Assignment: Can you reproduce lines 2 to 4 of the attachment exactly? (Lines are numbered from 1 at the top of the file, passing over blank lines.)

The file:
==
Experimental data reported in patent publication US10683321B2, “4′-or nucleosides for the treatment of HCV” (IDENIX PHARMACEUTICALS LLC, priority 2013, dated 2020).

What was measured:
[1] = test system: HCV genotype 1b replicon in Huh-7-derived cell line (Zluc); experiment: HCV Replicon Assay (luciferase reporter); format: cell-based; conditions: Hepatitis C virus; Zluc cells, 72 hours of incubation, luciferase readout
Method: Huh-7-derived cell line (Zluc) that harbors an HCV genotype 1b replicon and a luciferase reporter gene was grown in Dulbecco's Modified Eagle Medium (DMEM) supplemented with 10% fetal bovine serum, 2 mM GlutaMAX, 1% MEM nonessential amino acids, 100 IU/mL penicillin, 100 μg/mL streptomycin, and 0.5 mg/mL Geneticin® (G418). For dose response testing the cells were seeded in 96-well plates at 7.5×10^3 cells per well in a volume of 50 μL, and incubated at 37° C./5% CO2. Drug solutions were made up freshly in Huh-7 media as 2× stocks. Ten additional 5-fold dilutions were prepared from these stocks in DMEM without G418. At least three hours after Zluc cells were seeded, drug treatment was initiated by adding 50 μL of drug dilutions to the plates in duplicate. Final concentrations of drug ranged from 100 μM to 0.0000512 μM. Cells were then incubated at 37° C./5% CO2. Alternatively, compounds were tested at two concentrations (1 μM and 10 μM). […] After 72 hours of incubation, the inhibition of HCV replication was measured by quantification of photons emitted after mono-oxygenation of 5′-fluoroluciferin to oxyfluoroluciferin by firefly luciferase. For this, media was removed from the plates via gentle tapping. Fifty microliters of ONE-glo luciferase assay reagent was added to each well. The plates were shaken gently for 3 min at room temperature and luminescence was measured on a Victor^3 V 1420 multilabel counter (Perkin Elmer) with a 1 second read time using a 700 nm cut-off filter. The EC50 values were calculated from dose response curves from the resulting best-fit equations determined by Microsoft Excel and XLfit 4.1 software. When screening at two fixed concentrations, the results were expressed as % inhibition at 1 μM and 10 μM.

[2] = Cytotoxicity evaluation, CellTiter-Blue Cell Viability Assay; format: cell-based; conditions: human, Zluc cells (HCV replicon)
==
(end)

What was measured:
[1] = test system: HCV genotype 1b replicon in Huh-7-derived cell line (Zluc); experiment: HCV Replicon Assay (luciferase reporter); format: cell-based; conditions: Hepatitis C virus; Zluc cells, 72 hours of incubation, luciferase readout
Method: Huh-7-derived cell line (Zluc) that harbors an HCV genotype 1b replicon and a luciferase reporter gene was grown in Dulbecco's Modified Eagle Medium (DMEM) supplemented with 10% fetal bovine serum, 2 mM GlutaMAX, 1% MEM nonessential amino acids, 100 IU/mL penicillin, 100 μg/mL streptomycin, and 0.5 mg/mL Geneticin® (G418). For dose response testing the cells were seeded in 96-well plates at 7.5×10^3 cells per well in a volume of 50 μL, and incubated at 37° C./5% CO2. Drug solutions were made up freshly in Huh-7 media as 2× stocks. Ten additional 5-fold dilutions were prepared from these stocks in DMEM without G418. At least three hours after Zluc cells were seeded, drug treatment was initiated by adding 50 μL of drug dilutions to the plates in duplicate. Final concentrations of drug ranged from 100 μM to 0.0000512 μM. Cells were then incubated at 37° C./5% CO2. Alternatively, compounds were tested at two concentrations (1 μM and 10 μM). […] After 72 hours of incubation, the inhibition of HCV replication was measured by quantification of photons emitted after mono-oxygenation of 5′-fluoroluciferin to oxyfluoroluciferin by firefly luciferase. For this, media was removed from the plates via gentle tapping. Fifty microliters of ONE-glo luciferase assay reagent was added to each well. The plates were shaken gently for 3 min at room temperature and luminescence was measured on a Victor^3 V 1420 multilabel counter (Perkin Elmer) with a 1 second read time using a 700 nm cut-off filter. The EC50 values were calculated from dose response curves from the resulting best-fit equations determined by Microsoft Excel and XLfit 4.1 software. When screening at two fixed concentrations, the results were expressed as % inhibition at 1 μM and 10 μM.